Monday, 7 April 2014

Theatre review: Hopelessly Devoted

My second play in a week about women in prison, although unlike in Pests the central character of Hopelessly Devoted is still inside, and likely to stay that way for some time. Chess (Cat Simmons) murdered her abusive husband, and in the years she's been in jail she's been denied access, or any kind of knowledge of, her daughter who would now be 13. What's helped her stay calm and out of despair is the arrival of cellmate Serena (Gbemisola Ikumelo,) with whom she regularly breaks into song, the pair eventually becoming a couple. But theft doesn't carry as long a sentence as murder and Serena's up for parole soon. Chess needs something else to get her through her sentence, and as author Kate Tempest is also a poet and rapper, it's perhaps not surprising that she offers music up as that alternative.

Chess has, somewhat grudgingly, signed up for a 12-week course writing and recording songs with visiting music producer Silver (Michelle Gayle.) Chess' highly personal songs end up getting a much bigger audience than she'd intended.

Simmons is always interesting to watch and makes an intense and complex lead here, also getting plenty of opportunity to show off her great voice. Although if someone in the vicinity really did have as frequent a tendency to burst into song as Chess I'd probably react in the same way as notoriously miserable fellow inmate Doreen (voiced by an offstage Gayle,) who's regularly to be heard demanding she shut up.

Chess and Serena's relationship is convincingly presented by Simmons and Ikumelo, and Silver is a bit more complex than a random do-gooder, with a backstory that reveals her as a recovering addict who used music herself as a form of therapy. Which means that, contrary to popular belief, your sweetness is not her only weakness - she's also quite partial to drugs.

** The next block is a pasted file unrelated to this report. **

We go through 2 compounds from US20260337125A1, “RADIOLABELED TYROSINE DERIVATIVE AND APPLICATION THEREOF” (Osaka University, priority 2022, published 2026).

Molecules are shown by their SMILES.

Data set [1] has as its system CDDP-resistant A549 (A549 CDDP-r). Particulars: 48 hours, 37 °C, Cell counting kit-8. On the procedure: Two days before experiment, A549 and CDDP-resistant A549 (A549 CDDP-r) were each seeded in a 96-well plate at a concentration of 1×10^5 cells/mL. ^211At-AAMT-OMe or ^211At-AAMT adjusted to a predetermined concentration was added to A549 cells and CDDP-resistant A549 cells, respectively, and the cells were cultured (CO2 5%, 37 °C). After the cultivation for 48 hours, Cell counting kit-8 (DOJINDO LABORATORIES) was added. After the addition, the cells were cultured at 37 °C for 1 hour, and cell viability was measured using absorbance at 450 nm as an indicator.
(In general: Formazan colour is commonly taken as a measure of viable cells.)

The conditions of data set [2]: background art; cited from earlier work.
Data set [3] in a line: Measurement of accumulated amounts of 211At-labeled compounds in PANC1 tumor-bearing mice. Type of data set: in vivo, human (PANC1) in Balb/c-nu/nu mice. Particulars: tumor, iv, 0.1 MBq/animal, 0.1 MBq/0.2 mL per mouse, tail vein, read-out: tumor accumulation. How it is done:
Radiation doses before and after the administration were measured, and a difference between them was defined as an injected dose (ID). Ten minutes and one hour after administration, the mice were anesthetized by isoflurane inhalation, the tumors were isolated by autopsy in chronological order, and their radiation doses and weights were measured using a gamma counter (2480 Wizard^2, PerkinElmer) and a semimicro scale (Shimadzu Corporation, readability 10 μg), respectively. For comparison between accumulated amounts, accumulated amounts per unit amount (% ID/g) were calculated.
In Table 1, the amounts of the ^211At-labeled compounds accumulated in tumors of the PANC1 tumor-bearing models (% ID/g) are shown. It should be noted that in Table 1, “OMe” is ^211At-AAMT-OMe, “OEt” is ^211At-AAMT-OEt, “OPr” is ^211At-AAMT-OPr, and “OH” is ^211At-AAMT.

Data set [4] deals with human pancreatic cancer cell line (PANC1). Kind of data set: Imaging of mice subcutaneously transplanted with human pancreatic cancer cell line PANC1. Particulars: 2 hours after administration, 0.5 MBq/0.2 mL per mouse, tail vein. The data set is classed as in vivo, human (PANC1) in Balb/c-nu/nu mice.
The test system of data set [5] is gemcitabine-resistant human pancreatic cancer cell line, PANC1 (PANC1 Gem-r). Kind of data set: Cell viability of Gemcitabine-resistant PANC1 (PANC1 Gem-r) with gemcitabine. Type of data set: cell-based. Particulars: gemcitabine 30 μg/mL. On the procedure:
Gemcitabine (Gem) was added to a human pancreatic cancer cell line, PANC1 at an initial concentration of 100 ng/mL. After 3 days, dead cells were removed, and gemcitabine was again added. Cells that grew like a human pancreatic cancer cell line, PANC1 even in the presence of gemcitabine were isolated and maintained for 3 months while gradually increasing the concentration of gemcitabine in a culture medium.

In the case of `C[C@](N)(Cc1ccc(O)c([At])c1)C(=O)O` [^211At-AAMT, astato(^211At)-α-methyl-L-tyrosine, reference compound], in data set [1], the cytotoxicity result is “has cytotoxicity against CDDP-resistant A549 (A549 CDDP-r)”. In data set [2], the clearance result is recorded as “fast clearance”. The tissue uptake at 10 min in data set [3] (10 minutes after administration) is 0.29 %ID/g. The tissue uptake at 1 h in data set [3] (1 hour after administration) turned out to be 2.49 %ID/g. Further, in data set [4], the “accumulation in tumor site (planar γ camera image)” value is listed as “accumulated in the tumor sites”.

The songs by Tempest and Dan Carey are powerful, but there still remains something unsatisfying about the show. I think it's that its trajectory is a bit too obvious - the publicity promises a show about a woman using music to face her past, and it delivers precisely that, no more, no less. It delivers it very well, and Simmons is a performer rightly getting lead roles now, but I didn't feel like I knew more coming out of the theatre than I did going in.

Hopelessly Devoted by Kate Tempest is booking until the 19th of April at the Tricycle Theatre.

Running time: 1 hour 25 minutes straight through.

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